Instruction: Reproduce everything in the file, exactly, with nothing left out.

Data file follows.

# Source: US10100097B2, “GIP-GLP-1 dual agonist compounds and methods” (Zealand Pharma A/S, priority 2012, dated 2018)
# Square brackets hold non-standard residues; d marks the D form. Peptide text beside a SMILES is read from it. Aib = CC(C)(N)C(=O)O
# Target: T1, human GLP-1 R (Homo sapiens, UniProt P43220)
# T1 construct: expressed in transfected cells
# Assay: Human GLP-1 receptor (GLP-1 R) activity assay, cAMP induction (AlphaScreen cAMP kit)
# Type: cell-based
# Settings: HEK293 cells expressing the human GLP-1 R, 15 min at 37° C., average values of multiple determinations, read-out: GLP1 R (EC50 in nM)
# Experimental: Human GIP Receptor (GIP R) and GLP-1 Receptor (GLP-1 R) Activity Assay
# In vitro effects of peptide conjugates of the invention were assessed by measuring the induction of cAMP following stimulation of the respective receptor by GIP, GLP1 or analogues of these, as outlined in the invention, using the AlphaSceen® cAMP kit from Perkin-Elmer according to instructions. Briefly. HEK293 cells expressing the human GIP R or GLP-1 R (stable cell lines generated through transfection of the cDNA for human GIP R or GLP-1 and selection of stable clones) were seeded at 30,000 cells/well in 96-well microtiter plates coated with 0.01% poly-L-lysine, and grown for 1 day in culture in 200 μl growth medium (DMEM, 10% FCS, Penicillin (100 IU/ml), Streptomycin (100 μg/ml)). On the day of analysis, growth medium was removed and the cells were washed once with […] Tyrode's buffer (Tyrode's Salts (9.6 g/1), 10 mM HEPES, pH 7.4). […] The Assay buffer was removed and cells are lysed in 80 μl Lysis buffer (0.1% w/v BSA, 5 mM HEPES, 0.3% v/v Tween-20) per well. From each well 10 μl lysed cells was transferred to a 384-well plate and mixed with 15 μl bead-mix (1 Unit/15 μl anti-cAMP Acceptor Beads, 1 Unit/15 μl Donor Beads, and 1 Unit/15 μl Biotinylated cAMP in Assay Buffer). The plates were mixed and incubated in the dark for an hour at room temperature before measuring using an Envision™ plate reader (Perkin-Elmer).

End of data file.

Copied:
# Source: US10100097B2, “GIP-GLP-1 dual agonist compounds and methods” (Zealand Pharma A/S, priority 2012, dated 2018)
# Square brackets hold non-standard residues; d marks the D form. Peptide text beside a SMILES is read from it. Aib = CC(C)(N)C(=O)O
# Target: T1, human GLP-1 R (Homo sapiens, UniProt P43220)
# T1 construct: expressed in transfected cells
# Assay: Human GLP-1 receptor (GLP-1 R) activity assay, cAMP induction (AlphaScreen cAMP kit)
# Type: cell-based
# Settings: HEK293 cells expressing the human GLP-1 R, 15 min at 37° C., average values of multiple determinations, read-out: GLP1 R (EC50 in nM)
# Experimental: Human GIP Receptor (GIP R) and GLP-1 Receptor (GLP-1 R) Activity Assay
# In vitro effects of peptide conjugates of the invention were assessed by measuring the induction of cAMP following stimulation of the respective receptor by GIP, GLP1 or analogues of these, as outlined in the invention, using the AlphaSceen® cAMP kit from Perkin-Elmer according to instructions. Briefly. HEK293 cells expressing the human GIP R or GLP-1 R (stable cell lines generated through transfection of the cDNA for human GIP R or GLP-1 and selection of stable clones) were seeded at 30,000 cells/well in 96-well microtiter plates coated with 0.01% poly-L-lysine, and grown for 1 day in culture in 200 μl growth medium (DMEM, 10% FCS, Penicillin (100 IU/ml), Streptomycin (100 μg/ml)). On the day of analysis, growth medium was removed and the cells were washed once with […] Tyrode's buffer (Tyrode's Salts (9.6 g/1), 10 mM HEPES, pH 7.4). […] The Assay buffer was removed and cells are lysed in 80 μl Lysis buffer (0.1% w/v BSA, 5 mM HEPES, 0.3% v/v Tween-20) per well. From each well 10 μl lysed cells was transferred to a 384-well plate and mixed with 15 μl bead-mix (1 Unit/15 μl anti-cAMP Acceptor Beads, 1 Unit/15 μl Donor Beads, and 1 Unit/15 μl Biotinylated cAMP in Assay Buffer). The plates were mixed and incubated in the dark for an hour at room temperature before measuring using an Envision™ plate reader (Perkin-Elmer).